At the turn of the '50s, 1st year boys (at least) attended regular swimming sessions in Rotherham.

The original plans for Dinnington High School were for two new gymnasiums (or gymnasia, if you want to be cocky). But there was substancial local demand for a Swimming Pool to serve the Dinnington / Kiveton area. The LEA allowed the school to change the plans but on the proviso that the c. £13,000 cost of a pool be absorbed into the original budget.

As it was, the three-stage construction plan that was to have incorporated the pool was abandoned after the first phase, with the embryonic Wales High School diverting the attention of the LEA and leaving DHS with a classroom shortage.

The Swimming Pool finally came back on the agenda in 1969, but took much wrangling and fundraising before the Pool was final opened. The first obstacle was funding, and among the fundraising attempts was "a hundred mile sponsored walk by approximately twelve 6th formers". The fundraising wasn't limited to DHS. Peter Scott writes: "I remember fundraising for the pool when at Primary School." At the end of 1969, Kiveton Park Rural District Council offered £10,000 for the pool on the proviso that it could be used by the public, and they later upped this figure to £15,000.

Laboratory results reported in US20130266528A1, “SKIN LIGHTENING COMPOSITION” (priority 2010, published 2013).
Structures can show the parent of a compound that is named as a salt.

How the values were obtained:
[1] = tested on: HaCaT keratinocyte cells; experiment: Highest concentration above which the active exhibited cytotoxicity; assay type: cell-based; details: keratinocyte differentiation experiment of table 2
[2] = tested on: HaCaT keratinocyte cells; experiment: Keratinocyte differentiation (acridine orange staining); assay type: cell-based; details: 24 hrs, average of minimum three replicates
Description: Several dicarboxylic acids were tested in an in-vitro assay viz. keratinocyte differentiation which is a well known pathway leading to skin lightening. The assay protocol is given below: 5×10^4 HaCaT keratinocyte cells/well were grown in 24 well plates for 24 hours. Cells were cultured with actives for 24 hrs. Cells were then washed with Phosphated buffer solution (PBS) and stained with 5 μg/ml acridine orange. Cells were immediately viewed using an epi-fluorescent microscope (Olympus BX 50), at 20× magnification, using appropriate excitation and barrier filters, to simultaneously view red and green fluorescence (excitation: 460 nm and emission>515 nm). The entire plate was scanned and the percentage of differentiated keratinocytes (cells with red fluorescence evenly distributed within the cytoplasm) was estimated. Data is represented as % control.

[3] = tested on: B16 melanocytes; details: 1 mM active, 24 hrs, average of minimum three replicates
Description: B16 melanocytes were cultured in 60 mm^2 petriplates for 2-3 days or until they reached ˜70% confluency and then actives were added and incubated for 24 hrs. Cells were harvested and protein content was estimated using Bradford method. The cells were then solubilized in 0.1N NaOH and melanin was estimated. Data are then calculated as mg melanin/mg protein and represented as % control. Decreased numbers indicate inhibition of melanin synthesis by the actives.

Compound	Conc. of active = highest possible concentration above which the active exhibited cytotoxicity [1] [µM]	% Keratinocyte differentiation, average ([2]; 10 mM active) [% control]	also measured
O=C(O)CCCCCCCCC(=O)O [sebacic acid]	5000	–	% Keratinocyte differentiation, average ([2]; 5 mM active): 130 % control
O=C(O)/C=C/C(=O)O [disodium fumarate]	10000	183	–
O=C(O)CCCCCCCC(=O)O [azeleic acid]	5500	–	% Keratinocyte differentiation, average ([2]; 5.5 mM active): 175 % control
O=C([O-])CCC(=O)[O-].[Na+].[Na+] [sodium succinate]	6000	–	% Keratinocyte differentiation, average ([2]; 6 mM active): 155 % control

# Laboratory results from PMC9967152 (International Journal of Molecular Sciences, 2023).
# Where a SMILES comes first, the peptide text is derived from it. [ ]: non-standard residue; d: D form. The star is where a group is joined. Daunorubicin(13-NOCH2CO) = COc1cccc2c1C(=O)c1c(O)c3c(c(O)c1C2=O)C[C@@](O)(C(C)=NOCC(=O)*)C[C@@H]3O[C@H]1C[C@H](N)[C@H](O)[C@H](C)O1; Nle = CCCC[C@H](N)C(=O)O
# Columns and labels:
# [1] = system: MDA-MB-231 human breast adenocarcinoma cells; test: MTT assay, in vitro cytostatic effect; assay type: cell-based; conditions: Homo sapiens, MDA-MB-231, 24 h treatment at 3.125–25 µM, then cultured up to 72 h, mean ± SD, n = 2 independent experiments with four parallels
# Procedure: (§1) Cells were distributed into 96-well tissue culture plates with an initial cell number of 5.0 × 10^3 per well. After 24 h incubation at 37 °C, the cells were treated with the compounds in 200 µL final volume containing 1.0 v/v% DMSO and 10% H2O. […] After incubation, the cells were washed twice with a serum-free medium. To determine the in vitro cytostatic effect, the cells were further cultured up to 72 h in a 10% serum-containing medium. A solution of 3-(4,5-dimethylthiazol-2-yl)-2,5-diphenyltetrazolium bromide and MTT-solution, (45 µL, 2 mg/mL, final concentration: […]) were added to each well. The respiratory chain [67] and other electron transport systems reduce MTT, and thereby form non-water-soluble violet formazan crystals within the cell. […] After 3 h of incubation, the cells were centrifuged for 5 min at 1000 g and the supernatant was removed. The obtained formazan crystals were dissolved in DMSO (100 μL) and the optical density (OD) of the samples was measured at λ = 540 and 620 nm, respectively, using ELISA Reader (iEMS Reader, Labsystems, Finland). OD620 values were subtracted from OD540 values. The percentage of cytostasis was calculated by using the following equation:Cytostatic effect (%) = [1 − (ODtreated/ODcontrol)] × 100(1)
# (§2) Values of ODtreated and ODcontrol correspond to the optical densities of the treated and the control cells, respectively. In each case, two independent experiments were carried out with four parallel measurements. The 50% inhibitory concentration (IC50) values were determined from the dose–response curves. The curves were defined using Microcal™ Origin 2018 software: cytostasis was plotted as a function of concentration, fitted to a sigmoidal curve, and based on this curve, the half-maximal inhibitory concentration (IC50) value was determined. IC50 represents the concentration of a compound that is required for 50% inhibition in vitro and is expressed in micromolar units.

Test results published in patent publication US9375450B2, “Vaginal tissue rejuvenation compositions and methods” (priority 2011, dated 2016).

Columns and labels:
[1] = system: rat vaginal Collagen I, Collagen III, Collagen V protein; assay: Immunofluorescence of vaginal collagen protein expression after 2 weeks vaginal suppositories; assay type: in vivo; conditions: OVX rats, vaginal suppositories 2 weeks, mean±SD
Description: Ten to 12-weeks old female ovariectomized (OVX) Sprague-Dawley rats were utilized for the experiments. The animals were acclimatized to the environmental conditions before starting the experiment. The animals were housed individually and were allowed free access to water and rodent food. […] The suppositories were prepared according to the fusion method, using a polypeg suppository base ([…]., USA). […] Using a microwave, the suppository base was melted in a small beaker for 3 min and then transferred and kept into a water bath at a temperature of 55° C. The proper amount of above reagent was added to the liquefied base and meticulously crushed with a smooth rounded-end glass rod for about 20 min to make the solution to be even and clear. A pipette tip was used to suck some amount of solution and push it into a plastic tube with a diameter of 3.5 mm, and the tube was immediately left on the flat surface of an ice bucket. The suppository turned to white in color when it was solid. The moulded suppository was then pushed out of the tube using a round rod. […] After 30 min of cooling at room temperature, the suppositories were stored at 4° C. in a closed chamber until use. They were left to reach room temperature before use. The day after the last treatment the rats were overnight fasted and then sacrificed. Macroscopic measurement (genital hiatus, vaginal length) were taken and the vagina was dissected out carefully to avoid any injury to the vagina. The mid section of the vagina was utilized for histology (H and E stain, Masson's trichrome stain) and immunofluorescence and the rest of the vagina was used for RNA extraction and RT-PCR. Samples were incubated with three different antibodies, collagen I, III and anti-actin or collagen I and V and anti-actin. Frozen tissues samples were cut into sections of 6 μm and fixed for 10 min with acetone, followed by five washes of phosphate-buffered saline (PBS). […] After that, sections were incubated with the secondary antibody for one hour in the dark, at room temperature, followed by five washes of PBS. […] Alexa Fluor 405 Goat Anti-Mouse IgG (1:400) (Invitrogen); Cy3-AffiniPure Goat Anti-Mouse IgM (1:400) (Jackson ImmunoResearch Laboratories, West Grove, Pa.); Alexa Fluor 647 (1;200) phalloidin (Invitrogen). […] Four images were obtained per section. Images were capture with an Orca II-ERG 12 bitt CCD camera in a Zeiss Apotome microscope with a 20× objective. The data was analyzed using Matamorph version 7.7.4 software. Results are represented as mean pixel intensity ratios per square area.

The pool was set to open in September 1971, and the army were brought in to do the excavations. After a few delays through changes to the design of the pool, work began in July 1971, and was up and running in 1972.

After a couple of years, the school decided it'd like the pool to itself, rather than having to work around public opening hours. The public who'd paid for the thing naturally kicked up a bit of a fuss. A four year dispute came to a head in 1978, when Rotherham Council threatened to pull the plug on the £30,000 per year running costs, and ceased building work on new changing rooms. The school had no choice but to allow the public in.

Up until the early '90s, the pool continued to be used by the PE department for the swimming module. But a change in circumstances (something like the school having to pay to use the facilities, at a guess) led to swimming being axed from the PE syllabus. This effectively divorced the pool from DCS, and we the pupils were warned away from the filty lures of its warm drinks machine and its cups of soup (Osborne bar sold other hot drinks if I recall correctly, but this was the only place on campus for soup).

The pool is no longer used by the PE department, and is being shut down totally, with the Astroturf pitch being built as a consolation for the school and the local community. The pool building is in a terrible state of repair and can't be long for this earth.

For a period in the '90s, Mr Harkin became obsessed with the possibility that a pupil running from the Sports Hall to the New Gym might be attacked by a vat of chlorine escaping from the doors on the west side of the pool. He insisted that pupils go the long way round.